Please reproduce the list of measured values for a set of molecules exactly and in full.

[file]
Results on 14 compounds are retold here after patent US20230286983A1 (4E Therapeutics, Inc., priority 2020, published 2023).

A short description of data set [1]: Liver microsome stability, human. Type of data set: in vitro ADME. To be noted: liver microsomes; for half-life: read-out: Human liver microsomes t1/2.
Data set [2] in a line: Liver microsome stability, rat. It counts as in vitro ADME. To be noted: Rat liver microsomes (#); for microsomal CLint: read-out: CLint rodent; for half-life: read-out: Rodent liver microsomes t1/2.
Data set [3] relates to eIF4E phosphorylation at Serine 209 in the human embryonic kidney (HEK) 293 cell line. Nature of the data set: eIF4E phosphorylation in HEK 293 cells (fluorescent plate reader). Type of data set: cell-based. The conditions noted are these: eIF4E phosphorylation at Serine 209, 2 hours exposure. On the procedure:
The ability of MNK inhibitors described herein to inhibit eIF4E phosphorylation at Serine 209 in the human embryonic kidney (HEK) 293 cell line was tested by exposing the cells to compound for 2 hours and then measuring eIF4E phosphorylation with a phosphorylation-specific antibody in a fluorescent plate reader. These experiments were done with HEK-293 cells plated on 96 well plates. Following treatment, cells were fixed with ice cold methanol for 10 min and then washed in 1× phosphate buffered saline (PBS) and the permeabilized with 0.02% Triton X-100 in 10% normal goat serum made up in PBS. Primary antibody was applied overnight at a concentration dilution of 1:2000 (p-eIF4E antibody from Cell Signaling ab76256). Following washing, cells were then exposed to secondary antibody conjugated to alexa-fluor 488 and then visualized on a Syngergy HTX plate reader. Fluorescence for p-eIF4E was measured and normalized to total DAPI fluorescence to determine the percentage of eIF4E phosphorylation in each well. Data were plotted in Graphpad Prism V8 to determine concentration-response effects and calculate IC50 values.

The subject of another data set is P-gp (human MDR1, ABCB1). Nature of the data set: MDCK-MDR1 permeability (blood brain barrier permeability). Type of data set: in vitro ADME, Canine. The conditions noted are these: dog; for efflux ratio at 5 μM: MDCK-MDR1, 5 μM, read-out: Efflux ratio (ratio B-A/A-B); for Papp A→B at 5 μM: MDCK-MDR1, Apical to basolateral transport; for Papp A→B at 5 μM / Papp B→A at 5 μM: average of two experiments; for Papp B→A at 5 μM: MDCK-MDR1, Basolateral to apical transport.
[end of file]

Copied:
Results on 14 compounds are retold here after patent US20230286983A1 (4E Therapeutics, Inc., priority 2020, published 2023).

A short description of data set [1]: Liver microsome stability, human. Type of data set: in vitro ADME. To be noted: liver microsomes; for half-life: read-out: Human liver microsomes t1/2.
Data set [2] in a line: Liver microsome stability, rat. It counts as in vitro ADME. To be noted: Rat liver microsomes (#); for microsomal CLint: read-out: CLint rodent; for half-life: read-out: Rodent liver microsomes t1/2.
Data set [3] relates to eIF4E phosphorylation at Serine 209 in the human embryonic kidney (HEK) 293 cell line. Nature of the data set: eIF4E phosphorylation in HEK 293 cells (fluorescent plate reader). Type of data set: cell-based. The conditions noted are these: eIF4E phosphorylation at Serine 209, 2 hours exposure. On the procedure:
The ability of MNK inhibitors described herein to inhibit eIF4E phosphorylation at Serine 209 in the human embryonic kidney (HEK) 293 cell line was tested by exposing the cells to compound for 2 hours and then measuring eIF4E phosphorylation with a phosphorylation-specific antibody in a fluorescent plate reader. These experiments were done with HEK-293 cells plated on 96 well plates. Following treatment, cells were fixed with ice cold methanol for 10 min and then washed in 1× phosphate buffered saline (PBS) and the permeabilized with 0.02% Triton X-100 in 10% normal goat serum made up in PBS. Primary antibody was applied overnight at a concentration dilution of 1:2000 (p-eIF4E antibody from Cell Signaling ab76256). Following washing, cells were then exposed to secondary antibody conjugated to alexa-fluor 488 and then visualized on a Syngergy HTX plate reader. Fluorescence for p-eIF4E was measured and normalized to total DAPI fluorescence to determine the percentage of eIF4E phosphorylation in each well. Data were plotted in Graphpad Prism V8 to determine concentration-response effects and calculate IC50 values.

The subject of another data set is P-gp (human MDR1, ABCB1). Nature of the data set: MDCK-MDR1 permeability (blood brain barrier permeability). Type of data set: in vitro ADME, Canine. The conditions noted are these: dog; for efflux ratio at 5 μM: MDCK-MDR1, 5 μM, read-out: Efflux ratio (ratio B-A/A-B); for Papp A→B at 5 μM: MDCK-MDR1, Apical to basolateral transport; for Papp A→B at 5 μM / Papp B→A at 5 μM: average of two experiments; for Papp B→A at 5 μM: MDCK-MDR1, Basolateral to apical transport.